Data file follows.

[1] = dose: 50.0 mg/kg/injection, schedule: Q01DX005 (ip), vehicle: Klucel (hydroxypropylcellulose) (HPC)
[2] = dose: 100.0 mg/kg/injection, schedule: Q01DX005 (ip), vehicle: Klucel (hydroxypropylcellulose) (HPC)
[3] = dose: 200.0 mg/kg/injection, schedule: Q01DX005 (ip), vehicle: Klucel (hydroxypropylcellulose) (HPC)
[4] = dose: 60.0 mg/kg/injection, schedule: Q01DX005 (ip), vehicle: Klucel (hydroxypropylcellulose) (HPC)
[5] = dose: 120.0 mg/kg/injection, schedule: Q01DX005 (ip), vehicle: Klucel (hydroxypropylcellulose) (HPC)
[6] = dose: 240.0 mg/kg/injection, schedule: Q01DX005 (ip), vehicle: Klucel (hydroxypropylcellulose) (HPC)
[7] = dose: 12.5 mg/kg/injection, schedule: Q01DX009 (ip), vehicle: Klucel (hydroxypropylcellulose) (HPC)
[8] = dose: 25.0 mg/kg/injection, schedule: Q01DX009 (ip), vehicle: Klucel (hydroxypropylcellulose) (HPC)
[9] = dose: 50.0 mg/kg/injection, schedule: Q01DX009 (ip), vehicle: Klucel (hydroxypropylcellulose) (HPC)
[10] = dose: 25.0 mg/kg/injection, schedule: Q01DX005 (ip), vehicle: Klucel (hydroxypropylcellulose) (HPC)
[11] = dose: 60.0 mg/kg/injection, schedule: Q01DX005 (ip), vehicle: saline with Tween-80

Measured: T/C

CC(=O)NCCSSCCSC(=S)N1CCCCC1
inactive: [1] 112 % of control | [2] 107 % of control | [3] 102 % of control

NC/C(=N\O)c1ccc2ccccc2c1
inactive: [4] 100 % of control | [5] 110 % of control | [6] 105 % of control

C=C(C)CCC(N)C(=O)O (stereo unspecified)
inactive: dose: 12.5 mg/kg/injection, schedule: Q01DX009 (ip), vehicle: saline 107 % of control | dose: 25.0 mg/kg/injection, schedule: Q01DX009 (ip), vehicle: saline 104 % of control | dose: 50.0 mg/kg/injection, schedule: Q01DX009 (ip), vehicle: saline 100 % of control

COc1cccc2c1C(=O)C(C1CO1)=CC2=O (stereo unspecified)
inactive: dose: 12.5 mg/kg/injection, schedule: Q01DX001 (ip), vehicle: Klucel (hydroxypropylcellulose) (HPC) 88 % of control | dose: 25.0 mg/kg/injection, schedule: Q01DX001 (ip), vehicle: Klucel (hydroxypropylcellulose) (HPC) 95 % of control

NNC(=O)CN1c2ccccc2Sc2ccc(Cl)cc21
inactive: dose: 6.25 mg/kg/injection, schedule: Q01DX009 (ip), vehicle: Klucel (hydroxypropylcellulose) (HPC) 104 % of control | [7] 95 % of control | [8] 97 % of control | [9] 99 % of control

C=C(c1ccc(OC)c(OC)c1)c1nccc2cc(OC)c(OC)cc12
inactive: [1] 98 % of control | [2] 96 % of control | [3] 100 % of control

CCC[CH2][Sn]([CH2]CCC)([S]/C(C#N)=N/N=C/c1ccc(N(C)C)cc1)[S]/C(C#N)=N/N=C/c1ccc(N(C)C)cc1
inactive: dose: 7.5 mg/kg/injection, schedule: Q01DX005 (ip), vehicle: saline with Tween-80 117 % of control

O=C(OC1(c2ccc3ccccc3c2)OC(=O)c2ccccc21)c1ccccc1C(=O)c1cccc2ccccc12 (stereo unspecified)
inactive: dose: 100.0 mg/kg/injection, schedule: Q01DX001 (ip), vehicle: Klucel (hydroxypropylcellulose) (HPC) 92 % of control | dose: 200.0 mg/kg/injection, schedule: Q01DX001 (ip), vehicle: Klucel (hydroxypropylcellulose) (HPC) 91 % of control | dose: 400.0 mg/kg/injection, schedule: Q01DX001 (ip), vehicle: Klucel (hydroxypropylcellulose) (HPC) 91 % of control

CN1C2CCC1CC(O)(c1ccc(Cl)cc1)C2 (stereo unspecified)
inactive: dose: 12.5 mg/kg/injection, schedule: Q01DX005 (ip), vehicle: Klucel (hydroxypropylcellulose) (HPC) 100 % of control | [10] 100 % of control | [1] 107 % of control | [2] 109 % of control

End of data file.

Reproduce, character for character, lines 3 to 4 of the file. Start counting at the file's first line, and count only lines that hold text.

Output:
[3] = dose: 200.0 mg/kg/injection, schedule: Q01DX005 (ip), vehicle: Klucel (hydroxypropylcellulose) (HPC)
[4] = dose: 60.0 mg/kg/injection, schedule: Q01DX005 (ip), vehicle: Klucel (hydroxypropylcellulose) (HPC)